LOS ANGELES (Reuters) - Playing in a city steeped in a rich history of championship franchises, the Los Angeles Kings are one victory away from finally taking their place at the top of an elite sports town.
The Kings shut out the New Jersey Devils 4-0 on Monday to take a 3-0 lead in the best-of-seven Final series and pull tantalizingly close to their first ever Stanley Cup.
“It’s pretty safe to say that this has been a Lakers town, and rightfully so,” long-time Kings winger Dustin Brown told Reuters, referring to the storied NBA franchise.
“L.A. is one of those towns where if you want to get noticed you have to win. Having the opportunity to win a championship here relieves a lot of frustration for a lot of people.”
The Los Angeles Lakers bask in the glow of their 16 championship banners, while the Dodgers remain one of baseball’s most treasured organizations.
Even the Los Angeles Angels can claim higher ground than the Kings, having clinched baseball’s World Series in 2002.
The Kings’ Stanley Cup Final appearance is their first in 19 years, capping a prolonged period of losing seasons and quick exits from the playoffs.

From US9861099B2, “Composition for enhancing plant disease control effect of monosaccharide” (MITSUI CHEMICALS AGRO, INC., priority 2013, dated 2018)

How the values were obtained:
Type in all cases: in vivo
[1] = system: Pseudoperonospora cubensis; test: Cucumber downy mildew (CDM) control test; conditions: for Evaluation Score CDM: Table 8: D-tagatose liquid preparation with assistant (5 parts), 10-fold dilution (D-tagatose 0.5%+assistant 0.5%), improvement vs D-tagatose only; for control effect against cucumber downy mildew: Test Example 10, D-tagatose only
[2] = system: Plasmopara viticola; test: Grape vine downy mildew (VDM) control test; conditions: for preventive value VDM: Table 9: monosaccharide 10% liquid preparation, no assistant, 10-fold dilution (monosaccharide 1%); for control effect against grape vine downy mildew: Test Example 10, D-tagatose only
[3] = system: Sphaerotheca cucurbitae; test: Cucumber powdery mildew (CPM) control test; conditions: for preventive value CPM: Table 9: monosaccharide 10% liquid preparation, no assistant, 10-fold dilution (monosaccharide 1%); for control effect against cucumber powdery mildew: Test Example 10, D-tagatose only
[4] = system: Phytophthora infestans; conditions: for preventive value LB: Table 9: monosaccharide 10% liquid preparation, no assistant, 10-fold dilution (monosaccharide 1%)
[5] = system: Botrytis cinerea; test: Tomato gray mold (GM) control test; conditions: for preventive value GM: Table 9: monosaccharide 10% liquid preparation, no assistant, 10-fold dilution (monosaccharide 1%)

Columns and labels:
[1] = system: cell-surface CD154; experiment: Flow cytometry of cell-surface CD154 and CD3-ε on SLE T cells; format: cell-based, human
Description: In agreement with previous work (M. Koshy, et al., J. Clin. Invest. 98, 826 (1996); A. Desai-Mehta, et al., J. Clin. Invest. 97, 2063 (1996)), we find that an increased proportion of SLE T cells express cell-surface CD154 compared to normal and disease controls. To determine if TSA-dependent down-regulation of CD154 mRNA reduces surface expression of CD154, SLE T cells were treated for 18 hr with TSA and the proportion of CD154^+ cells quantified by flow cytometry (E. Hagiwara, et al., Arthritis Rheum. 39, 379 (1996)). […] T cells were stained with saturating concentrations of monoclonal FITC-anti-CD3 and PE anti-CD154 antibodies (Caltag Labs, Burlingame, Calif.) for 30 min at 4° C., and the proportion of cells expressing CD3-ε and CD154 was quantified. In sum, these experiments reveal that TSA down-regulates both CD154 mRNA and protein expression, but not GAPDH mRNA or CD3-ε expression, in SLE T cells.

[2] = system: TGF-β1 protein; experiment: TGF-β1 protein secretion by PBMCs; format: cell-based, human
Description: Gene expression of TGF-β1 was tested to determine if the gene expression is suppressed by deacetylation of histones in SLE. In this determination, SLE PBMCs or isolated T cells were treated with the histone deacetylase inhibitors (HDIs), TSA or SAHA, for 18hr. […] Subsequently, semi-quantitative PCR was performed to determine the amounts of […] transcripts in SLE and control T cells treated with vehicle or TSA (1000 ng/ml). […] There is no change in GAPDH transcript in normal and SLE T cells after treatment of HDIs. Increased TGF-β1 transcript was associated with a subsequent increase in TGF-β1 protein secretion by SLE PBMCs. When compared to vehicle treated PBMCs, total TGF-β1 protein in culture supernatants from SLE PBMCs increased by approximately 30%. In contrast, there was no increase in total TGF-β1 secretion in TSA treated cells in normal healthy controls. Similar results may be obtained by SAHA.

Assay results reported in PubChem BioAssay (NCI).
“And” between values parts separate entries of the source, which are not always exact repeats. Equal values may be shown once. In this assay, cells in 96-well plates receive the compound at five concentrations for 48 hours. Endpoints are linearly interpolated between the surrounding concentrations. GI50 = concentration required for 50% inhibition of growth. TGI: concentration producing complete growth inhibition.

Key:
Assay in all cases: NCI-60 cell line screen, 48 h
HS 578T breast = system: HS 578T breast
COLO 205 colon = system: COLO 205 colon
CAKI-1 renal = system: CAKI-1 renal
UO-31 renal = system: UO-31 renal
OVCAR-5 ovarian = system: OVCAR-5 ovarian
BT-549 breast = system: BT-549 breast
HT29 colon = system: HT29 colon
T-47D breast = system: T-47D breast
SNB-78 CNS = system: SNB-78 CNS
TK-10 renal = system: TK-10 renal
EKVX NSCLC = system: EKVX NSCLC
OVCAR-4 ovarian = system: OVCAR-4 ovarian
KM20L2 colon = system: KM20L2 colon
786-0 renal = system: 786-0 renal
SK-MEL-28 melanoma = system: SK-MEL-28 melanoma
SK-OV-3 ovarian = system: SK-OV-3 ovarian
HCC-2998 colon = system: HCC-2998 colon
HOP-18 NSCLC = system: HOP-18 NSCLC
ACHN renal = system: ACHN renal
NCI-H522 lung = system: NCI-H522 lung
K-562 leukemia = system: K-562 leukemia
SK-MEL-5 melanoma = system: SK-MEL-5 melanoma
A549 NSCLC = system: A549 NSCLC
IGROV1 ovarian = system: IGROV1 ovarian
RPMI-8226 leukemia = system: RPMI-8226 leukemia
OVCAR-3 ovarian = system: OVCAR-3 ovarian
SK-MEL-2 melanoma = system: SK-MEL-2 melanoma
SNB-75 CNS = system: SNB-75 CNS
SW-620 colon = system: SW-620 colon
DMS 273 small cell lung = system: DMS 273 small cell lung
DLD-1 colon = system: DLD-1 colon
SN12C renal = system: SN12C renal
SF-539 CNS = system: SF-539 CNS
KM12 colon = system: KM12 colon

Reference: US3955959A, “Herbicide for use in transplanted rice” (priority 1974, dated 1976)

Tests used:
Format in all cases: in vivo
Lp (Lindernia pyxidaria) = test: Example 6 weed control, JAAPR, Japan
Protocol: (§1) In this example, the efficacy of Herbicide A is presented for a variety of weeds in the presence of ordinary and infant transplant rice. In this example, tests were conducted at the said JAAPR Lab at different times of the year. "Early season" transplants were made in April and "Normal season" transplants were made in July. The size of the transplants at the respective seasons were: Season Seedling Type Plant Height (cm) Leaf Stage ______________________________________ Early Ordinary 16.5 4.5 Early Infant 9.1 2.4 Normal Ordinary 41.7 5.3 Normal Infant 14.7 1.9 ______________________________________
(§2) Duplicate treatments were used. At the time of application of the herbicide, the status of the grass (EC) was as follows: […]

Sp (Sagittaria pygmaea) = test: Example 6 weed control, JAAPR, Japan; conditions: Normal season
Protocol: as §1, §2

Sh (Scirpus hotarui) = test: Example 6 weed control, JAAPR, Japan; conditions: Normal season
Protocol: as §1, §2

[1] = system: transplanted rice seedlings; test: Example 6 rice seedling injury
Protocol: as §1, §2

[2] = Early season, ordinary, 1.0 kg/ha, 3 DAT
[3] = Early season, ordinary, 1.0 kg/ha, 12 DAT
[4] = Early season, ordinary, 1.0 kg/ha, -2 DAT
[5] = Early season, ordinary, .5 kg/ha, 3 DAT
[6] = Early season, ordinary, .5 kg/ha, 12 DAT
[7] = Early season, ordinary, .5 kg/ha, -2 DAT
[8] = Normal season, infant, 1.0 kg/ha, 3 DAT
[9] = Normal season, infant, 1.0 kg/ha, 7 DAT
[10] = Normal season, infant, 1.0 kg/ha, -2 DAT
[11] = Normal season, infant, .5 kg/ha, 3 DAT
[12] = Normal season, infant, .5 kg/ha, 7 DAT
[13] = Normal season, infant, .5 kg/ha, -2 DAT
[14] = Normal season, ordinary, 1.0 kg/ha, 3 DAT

Their remarkable playoff run has all the hallmarks of a Hollywood script, starting the post-season as the eighth and final seed in the Western Conference but tearing through the competition like a hurricane.
Monday’s domination of the Devils was the latest display of their stunning emergence.
With goaltender Jonathan Quick continuing to out-duel Martin Brodeur, the most successful netminder in NHL history, the Kings sparked cheers of “We want the Cup!” from the home Staples Center crowd.
“It gives you goose bumps,” Quick said. “The whole playoffs (the crowd) has been like that. It’s a boost of confidence. They have waited a long time to see us play in the finals and it’s great for the organization and the diehard fans that have been supporting us for years.”
Editing by Ian Ransom